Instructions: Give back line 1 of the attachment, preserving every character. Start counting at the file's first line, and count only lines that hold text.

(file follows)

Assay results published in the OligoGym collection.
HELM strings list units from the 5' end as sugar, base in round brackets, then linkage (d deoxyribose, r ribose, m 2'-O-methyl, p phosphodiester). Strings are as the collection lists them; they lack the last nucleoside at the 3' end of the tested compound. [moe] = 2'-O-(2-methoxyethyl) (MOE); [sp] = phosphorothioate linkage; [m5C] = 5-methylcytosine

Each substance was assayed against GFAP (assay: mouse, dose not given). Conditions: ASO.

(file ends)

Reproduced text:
Assay results published in the OligoGym collection.